This year’s UK 200: Workspace Trends 2016 (in association with JLL) report not only contains a wealth of real estate data on more than half the firms in the UK 200. The report also includes profiles of several of the legal world’s most active regional markets, with insights and comment from JLL specialists.
While the report focuses in detail on the London real estate market and offers insight directly from JLL and The Lawyer into the dynamics of the Bristol, Leeds, Birmingham, and Scottish markets, nowhere can claim to be more active than Manchester.
Below is an edited version of the report’s focus on Manchester.
Manchester is a strong challenger to Leeds as the top location outside of London. There continues to be a significant development programme – both of infrastructure and prime office space.
The new Spinningfields development acts as a financial and professional district and is home to the large firms (DLA Piper and DAC Beachcroft) as well as the big accountancy practices (KPMG, Grant Thornton and Deloitte) and various banks and private equity houses.
The BBC had a much-publicised move in 2011 to the new tech and media hub in Media City, costing £877m. Media City is built on land formerly occupied by the Port of Manchester and the Manchester Docks in Salford, and is a 15-minute tram ride or 10-minute car journey from the city centre.
In June 2016 there were announcements that Media City is set to double in size over the next decade after plans were submitted to the local council for £1bn of new development.The existing scheme is a joint venture between Peel Land & Property and Legal & General Capital and is already home to 250 businesses including Ericsson, SIS and ITV. There are claims that it is the UK’s fastest growing hub for creative and digital industries.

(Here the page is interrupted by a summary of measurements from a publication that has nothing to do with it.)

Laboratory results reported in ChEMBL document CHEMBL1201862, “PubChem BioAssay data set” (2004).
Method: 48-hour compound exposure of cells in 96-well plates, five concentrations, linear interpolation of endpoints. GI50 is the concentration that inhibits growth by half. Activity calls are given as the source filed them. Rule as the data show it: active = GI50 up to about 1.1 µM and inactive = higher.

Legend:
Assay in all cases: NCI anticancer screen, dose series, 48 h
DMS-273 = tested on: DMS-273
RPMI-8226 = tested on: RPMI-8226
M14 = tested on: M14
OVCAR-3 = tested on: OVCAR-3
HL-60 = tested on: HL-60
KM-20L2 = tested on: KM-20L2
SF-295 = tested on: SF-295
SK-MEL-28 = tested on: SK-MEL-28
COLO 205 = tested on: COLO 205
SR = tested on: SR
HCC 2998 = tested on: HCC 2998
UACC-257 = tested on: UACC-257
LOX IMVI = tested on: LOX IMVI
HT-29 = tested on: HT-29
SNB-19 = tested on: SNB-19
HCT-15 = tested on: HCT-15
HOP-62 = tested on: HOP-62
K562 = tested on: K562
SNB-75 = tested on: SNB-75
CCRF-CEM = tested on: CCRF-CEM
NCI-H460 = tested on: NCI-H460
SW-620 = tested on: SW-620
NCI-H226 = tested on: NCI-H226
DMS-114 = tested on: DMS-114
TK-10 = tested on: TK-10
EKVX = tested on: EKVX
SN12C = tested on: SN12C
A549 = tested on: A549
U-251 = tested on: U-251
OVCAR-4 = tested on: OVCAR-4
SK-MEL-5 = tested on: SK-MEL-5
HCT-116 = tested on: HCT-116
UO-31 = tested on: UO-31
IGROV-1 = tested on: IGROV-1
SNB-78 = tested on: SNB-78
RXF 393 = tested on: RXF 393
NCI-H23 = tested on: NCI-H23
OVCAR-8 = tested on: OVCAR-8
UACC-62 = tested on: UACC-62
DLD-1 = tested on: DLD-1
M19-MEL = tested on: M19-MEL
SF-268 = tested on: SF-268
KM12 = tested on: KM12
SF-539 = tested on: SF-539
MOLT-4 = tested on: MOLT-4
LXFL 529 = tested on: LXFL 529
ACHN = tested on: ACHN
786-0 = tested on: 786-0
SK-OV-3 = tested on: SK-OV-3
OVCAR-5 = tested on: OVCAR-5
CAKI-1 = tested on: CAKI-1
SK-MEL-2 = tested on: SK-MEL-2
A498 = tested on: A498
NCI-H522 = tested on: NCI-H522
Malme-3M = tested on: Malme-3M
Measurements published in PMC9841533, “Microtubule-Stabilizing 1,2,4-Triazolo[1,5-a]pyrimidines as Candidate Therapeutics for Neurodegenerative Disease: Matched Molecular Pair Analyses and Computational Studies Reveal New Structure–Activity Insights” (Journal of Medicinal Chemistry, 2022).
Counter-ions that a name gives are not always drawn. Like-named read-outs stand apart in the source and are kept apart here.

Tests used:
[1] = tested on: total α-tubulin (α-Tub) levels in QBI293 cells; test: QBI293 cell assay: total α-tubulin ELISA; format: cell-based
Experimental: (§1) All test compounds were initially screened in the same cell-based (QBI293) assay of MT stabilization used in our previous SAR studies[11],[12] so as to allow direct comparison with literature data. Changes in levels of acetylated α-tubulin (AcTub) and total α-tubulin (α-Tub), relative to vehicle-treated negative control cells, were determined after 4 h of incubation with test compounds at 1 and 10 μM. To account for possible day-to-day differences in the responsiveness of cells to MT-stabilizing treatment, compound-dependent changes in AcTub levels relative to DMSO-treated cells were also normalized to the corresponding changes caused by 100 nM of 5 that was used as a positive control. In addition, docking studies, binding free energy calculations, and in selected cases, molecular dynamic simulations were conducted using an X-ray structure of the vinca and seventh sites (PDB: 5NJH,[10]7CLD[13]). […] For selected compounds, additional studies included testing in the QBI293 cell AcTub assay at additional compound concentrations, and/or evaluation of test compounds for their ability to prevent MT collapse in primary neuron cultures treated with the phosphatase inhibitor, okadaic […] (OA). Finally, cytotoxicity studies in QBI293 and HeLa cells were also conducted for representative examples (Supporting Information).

Despite a flood of recent new entrants, including real estate heavyweights Berwin Leighton Paisner (BLP) and Nabarro, the market is still dominated by four firms: Addleshaw Goddard, DLA Piper, Eversheds, and Pinsent Masons.
Eversheds Manchester senior partner Michael Clavell-Bate thinks it will be difficult for smaller players and new entrants to catch up with the top four firms due to their history in the city.
“When I started, the top-tier firms without question were Addleshaw Sons & Latham (now Addleshaw Goddard), Alexander Tatham & Co (now Eversheds) and Alsop Wilkinson (now DLA),” says Clavell-Bate. “So the top three firms in 30 years haven’t changed. My own view is there’s clear water between the top tier and between tiers two and three. The gap isn’t narrowing, it’s extending, and the reason I think for that is partly around complexity, partly around regulation, and partly around international coverage.”
The four firms are some of the few that offer their clients a full-service offering in Manchester and because of this are best-placed to cash in on the development taking place in the region as part of the Government’s Northern Powerhouse scheme.
Much of this work surrounds the redevelopment of properties in Manchester city centre, making clients such as development companies the Peel Group and Bruntwood extremely valuable. Both of these developers are highly active in the North West with Peel alone claiming to have been involved in £5bn of investment in the North of England.
Increasing transport links are also at the heart of the Northern Powerhouse plans as the Government plans to improve both connectivity between UK cities as well as attempting to attract foreign visitors to the region. As part of these plans Manchester Airports Group entered into a joint venture with the Beijing Construction Engineering Group (BCEG) to develop the £800m Airport City Project. The five million sq ft of developments that make up Airport City will include a mix of offices, hotels, advanced manufacturing plants, transport links and warehouses.
With Manchester’s four major firms providing a full-service offering, new entrants to the market are required to find a niche before they can compete. This is the tactic Nabarro took when it launched its boutique real estate and corporate practice in 2014.
Both Freshfields Bruckhaus Deringer and Latham & Watkins have recently launched low-cost shared services centres in Manchester. They currently have no plans to expand into a full-service offering, but firms are watching closely to see what will happen in the future.
The full report includes benchmarking data from 105 firms with a combined fee income of £4.4bn that are spending over £258m on 7 million square feet of offices in the UK.
To purchase the UK 200: Workspace Trends 2016 report contact Richard Edwards on 0207 970 4672 or at firstname.lastname@example.org